It also owns the Got Talent, Idol, and X-Factor formats, as well as Project Runway, Family Feud and more.
If Sidewalk Karaoke is optioned overseas, the deal could mean megabucks for creator Mackey and his fast-growing firm.
In between scheduling a Skype conference call with colleagues in Los Angeles, London and Spain, Mackey seems nonplussed.
"We have done all right out of the Fremantle deal, but it is the potential that is the exciting bit," he says, shrugging. "If we can go right around the world, that will be when it all might become life-changing for us."
FremantleMedia's executive president of global acquisitions and development, Vasha Wallace, believes the Kiwi programme is "exactly what we know broadcasters are looking for".
Mackey looks at it another way.
"Selling a show like Sidewalk Karaoke is no different from selling a Subway franchise," he says. "People who want to sell sandwiches will be attracted to buying a Subway outlet because it is a recognised and successful brand.
"It's much the same with Sidewalk Karaoke. The formula has proved a hit in New Zealand so there is a good chance people will like it elsewhere.
"It is not the Kiwi way to pump up your own tyres but when you are dealing with the Americans you have to learn how to sell yourself properly and not be shy about it, either."
It is a long and winding road from Mackey's upbringing as the son of a "humble, low-key" shearer at Rangitukia, near Gisborne, to the heady world of TV production and international deal-making.
But the 39-year-old dad-of-five insists the rough and tumble of the East Coast shearing sheds were the perfect training ground for a career in broadcasting.
"The sheds is where I would hear all the great yarns, the mischief, the humour and the intrigue," he says.
"My dad would work 12-hour shifts then we would party afterwards into the wee small hours.
"We spoke a different language and lived by our own rules. You had to be quick on your feet with your tongue to survive. There was a bit of an, 'if you are not at lunch, you are lunch' vibe going on.
"All this stood me in good stead for a job in television."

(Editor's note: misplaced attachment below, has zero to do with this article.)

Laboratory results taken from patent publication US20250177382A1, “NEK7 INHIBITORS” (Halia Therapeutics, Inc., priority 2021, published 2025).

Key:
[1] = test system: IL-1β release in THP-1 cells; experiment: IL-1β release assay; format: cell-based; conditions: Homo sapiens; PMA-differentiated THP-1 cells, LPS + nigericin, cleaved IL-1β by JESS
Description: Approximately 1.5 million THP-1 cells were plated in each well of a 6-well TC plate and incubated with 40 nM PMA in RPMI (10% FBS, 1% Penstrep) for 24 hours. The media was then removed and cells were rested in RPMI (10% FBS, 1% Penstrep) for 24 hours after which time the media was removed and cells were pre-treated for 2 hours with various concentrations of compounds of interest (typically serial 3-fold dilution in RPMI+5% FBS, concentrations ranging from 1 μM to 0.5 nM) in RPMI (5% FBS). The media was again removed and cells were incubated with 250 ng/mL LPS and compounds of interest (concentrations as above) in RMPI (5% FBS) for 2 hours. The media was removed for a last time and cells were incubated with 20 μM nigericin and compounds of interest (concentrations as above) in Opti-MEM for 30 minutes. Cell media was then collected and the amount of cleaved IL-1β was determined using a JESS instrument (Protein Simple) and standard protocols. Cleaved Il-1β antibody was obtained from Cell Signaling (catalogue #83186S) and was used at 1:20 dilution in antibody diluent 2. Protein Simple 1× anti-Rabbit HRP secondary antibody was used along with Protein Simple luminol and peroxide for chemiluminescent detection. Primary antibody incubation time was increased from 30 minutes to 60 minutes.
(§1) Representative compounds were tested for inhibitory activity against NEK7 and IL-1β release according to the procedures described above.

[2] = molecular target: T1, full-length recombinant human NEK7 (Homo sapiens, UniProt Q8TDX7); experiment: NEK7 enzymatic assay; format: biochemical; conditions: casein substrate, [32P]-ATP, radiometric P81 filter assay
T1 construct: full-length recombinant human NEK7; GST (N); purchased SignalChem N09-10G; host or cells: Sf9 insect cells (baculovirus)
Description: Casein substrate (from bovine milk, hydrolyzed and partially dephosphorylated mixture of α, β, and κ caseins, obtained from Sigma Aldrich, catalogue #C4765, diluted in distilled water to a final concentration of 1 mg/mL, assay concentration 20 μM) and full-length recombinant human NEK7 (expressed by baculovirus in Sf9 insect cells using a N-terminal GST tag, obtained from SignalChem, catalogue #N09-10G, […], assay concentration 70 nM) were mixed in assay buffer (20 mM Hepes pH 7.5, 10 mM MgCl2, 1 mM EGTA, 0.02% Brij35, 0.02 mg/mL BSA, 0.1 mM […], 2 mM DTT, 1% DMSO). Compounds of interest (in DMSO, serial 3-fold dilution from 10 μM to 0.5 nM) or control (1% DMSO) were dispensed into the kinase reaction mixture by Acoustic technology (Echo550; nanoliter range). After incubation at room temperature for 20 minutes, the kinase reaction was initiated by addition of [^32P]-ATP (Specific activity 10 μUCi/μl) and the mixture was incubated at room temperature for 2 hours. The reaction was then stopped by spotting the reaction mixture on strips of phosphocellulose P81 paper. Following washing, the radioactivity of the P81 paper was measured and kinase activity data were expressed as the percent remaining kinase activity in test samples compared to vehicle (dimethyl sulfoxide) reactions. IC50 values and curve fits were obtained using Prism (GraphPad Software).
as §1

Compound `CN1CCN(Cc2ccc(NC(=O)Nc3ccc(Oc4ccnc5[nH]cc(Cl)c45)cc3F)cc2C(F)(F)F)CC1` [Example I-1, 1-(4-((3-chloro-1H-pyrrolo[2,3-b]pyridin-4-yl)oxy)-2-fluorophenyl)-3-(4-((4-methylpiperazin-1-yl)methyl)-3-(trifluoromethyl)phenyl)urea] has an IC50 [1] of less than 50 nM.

As a youngster, Mackey was a keen on sport and represented Ngati Porou East Coast at rugby.
But as a schoolboy he dreamed of working in broadcasting, his ambitions fuelled by listening to a transistor radio at night in bed.
"It amazed me I could be under the blankets and be listening to people talking on radio stations in Auckland or the west coast of America," he says. "That was the first time broadcasting influenced me.
"When I was a teenager I got myself a job at Radio Ngati Porou in Ruatoria and it all kicked off from there."
Mackey left school with no qualifications but got his first real break when he hitched to Auckland for a job interview as a reporter on Te Karere.
"It was all a bit farcical, really," he says. "I was wearing a suit I borrowed from my cousin. I got changed into it in the carpark outside TVNZ but I didn't know everyone was watching me from a window."
He was "rough around the edges", Mackey says, but that job taught him much about storytelling amid the tight production demands of television.
After shifting to TV3, Mackey spent three years mostly on sports shows, including as a presenter on TV3's Best Damn Sports Show.
"I was great at getting a Maori angle on things and the sports editor eventually kept asking if I could perhaps give the cousins a rest and try to get some Pakeha into my stories," he says, laughing.
Mackey went on to become head of sport at Maori TV and created award-winning sports show Code. He founded company Black Inc Media in 2008 and after the firm was bought by Eyeworks, he became company director alongside Kiwi reality TV queen Julie Christie.